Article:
Vanity is now accepted too. The rise of the metrosexual (whilst doing nothing for gender equality) opened out the worst forms of conscious and conspicuous vanity to heteronormative male culture. Creatine, moisturizer and fake-tan have partially usurped cigarettes ’n’ alcohol. Façade and appearance is sought instead of experience. This is symptomatic of the shift in the nature of working. In the industrial era, bodies were owned and put to work, whilst the mind went largely unused. Today however, we are stationary, in the open-plan-purgatory of contemporary decline-Britain. Our attentions and social exchanges are colonised by the requirements of work. We have little say over our cognitive and social-life, but we can take ownership of bodies. ‘The Man’ exploits our creativity, cognition and social-networking, but ‘pecs’ and ‘delts’ are within our vestige of control. Patrick Bateman’s (1980s) obsession with his physique, his vanity, is not abnormal by today’s selfie-snapping and protein-chugging standards.
Machiavellianism is similarly normalized too. The brutal honesty and ruthlessly rude, unsocial culture of macho corporate Darwinism has gone. Consider how Gordon Gekko (Wall Street, 1987) or Guy Ackerman (Swimming With Sharks, 1994) would fare in the contemporary work place. They wouldn’t ‘get on’ – because social exchange, empathy and bonds are now the mode of power and control. A ‘boss’ no longer cracks the whip by sheer expression of authority, but by being friendly, social and convivial. Managers, it seems, are now everyone’s best friends: ‘Hi mate. New shirt? Good weekend?’ More recent explorations of workplace meanies reflect this shift. The ‘villains’ depicted are the opposite of Gekko and Ackerman. Christine Stanford and Isabelle James in De Palma’s Passion (2012) are nice, polite and charming – at least on the surface. House of Cards riffs upon a similar dichotomy of façade and intent; Francis Underwood schmoozes and cajoles his way to power, his understanding or empathy with other characters is always a con. The disjunct between Underwood’s social self and his deeper, malicious and selfish, intent is impressed by his constant breaks of the fourth wall: ‘I know I’m being nice to him but…’ But, such Janus-faced disingenuousness is more normal than we might like to admit. We often, out of politeness, tell people we are fine really we are quite the opposite. During job interviews we spout barefaced lies about being ‘passionate and enthusiastic’ about, say, customer service or retail experience or admin. Perhaps part of such social-con artists appeal in contemporary culture is that they appeal to what we have to do daily. Francis Underwood and Christine Stanford are dramatically exaggerated characters, yet on some level we might identify with their conning and faked sociality – everyone fakes enthusiasm or interest at some point. That’s life, part of being a social person: ‘say sorry like you mean it’ we teach our children. One curiously relevant example from film recently is Ex Machina (2015), the film is saturated with questions of façade and what is truly genuine, what is real. Ava (the smart one) even asks: ‘Is Nathan your friend?’ But Nathan is the real con artist, the one with the convincingly casual façade. Like Mark Zuckerberg (everyone’s friend) Nathan is an unfathomably rich and powerful CEO, yet he is presented as a casual and social fellow. Wearing a T-shirt and jeans, a few beers on the couch are his preferred method of dominance: ‘I want to have beer and a conversation with you’ he presses on Caleb. He even explicitly rejects any position of authority, he calls Caleb buddy all the time: ‘You see, there’s my guy, there’s my buddy’. Of course, similar to social-networks, the whole social and friendly set-up is a ruse for exploitation.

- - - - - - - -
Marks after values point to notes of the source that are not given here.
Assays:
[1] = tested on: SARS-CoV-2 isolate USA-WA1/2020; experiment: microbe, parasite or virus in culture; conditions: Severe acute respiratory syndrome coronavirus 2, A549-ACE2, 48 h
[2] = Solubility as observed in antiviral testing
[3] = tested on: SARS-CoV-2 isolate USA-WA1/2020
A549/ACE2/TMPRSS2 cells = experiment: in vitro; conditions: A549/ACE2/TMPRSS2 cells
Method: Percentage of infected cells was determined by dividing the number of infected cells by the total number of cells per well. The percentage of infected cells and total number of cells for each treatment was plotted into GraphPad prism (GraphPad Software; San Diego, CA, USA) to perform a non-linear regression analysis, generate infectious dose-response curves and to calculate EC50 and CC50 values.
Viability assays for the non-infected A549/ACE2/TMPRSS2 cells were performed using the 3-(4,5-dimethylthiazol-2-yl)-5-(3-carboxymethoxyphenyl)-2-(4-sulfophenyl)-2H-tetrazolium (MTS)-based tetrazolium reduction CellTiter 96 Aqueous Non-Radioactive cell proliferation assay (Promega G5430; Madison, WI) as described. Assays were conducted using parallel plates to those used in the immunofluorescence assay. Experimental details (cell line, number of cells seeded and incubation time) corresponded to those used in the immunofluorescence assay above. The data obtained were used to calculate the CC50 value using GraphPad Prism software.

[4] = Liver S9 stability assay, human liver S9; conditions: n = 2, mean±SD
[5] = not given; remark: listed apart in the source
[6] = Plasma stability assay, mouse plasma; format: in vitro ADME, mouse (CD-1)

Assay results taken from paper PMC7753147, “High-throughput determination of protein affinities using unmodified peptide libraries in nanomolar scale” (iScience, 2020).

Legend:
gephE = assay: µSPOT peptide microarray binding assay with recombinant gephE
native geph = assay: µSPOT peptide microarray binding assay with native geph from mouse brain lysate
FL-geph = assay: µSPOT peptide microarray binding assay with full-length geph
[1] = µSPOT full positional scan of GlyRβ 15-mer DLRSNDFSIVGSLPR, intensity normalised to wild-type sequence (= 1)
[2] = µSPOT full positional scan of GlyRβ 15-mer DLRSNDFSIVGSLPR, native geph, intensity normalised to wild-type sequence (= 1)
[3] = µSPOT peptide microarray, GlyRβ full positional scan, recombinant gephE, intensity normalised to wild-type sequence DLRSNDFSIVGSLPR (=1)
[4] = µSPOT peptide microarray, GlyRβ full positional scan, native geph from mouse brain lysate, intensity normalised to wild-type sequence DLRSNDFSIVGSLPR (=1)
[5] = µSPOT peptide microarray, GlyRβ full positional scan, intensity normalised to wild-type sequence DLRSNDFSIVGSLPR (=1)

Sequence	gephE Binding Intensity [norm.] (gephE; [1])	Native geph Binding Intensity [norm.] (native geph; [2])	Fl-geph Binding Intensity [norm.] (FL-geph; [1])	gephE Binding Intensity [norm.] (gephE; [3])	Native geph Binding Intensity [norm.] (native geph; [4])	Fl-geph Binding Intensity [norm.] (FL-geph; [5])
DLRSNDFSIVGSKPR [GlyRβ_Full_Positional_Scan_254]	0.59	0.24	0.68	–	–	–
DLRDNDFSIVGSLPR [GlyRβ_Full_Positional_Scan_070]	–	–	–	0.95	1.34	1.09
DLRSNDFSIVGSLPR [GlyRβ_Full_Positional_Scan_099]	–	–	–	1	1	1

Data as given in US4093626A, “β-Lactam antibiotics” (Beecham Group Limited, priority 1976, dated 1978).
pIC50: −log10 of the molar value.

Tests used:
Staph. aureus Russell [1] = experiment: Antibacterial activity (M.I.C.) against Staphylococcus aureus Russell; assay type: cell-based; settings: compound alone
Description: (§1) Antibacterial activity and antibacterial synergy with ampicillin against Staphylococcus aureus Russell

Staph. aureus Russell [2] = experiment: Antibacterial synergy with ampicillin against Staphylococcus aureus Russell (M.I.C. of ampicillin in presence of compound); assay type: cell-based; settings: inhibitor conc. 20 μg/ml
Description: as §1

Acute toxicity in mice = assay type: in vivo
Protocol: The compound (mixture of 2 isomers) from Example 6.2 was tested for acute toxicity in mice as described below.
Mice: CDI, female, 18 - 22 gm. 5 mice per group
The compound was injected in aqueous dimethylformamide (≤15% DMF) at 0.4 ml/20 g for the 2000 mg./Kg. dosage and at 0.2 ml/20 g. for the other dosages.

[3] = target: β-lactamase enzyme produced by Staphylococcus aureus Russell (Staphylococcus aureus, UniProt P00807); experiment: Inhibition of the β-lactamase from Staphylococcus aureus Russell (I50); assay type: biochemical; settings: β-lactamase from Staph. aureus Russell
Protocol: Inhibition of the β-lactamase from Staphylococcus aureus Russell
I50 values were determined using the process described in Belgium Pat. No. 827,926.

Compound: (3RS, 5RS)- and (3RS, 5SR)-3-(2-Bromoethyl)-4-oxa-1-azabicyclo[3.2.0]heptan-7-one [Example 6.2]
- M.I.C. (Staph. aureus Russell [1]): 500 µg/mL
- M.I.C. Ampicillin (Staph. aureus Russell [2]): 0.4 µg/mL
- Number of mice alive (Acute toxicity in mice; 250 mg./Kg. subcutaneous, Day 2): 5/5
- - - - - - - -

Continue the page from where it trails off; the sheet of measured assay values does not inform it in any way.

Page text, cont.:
Being like Nathan, Christine or Francis Underwood is hard though. And there are risks. We can get lost in our narcissism, vanity and mimicry of enthusiasm and empathy. To be narcissistic, Machiavellian and vain requires reflexivity. Yet, we can become paralyzed by reflexivity, confused and uncertain. It is one of the binds of late-capitalist living and post-modernity: we, our self, may become lost and discombobulated. Two recent novels explore this symptom of the uber-reflexive self. Ben Lerner’s Leaving Atocha Station (2011) is a first person (mostly) narration by Adam, an American poet in Madrid. Adam’s self conscious reflexivity is giddying, vertiginous. He succumbs to the Drost effect, the rabbit hole of self-reflection. Adam constantly views or considers himself from the third-person; the effect is soporific, sinking, and endless – like a literary Shepard Tone. Shifts from first to third person, much like the ‘mental breakdown’ section in Ellis’ American Psycho, Adam, like Bateman, is a casualty of self reflexivity:
But if there were no sun and the proportioning was off, if there were either too many people around or if the park was empty, an abyss opened up inside me as I smoked. Now, the afternoon was boundless in a terrifying way; it would never be tonight or the next day in room 58; silver and green drained from the landscape. I couldn’t bring myself to open the book. It was worse than having a sinking feeling; I was a sinking feeling, an unplayable adagio for strings; internal distances expanded and collapsed when I breathed. It was like failing to have awoken from at the right point in a nightmare; now you had to live in it, make yourself at home. He, if I can put it that way, had felt this as a child when they sent him to camp; his heart seemed at once to race and stop. Then his breath caught, flattened, shattered; as though a window had broken at thirty thousand feet, there was a sudden vacuum. Some of the gray was sucked inside him, and he was at a loss; he became a symptom of himself.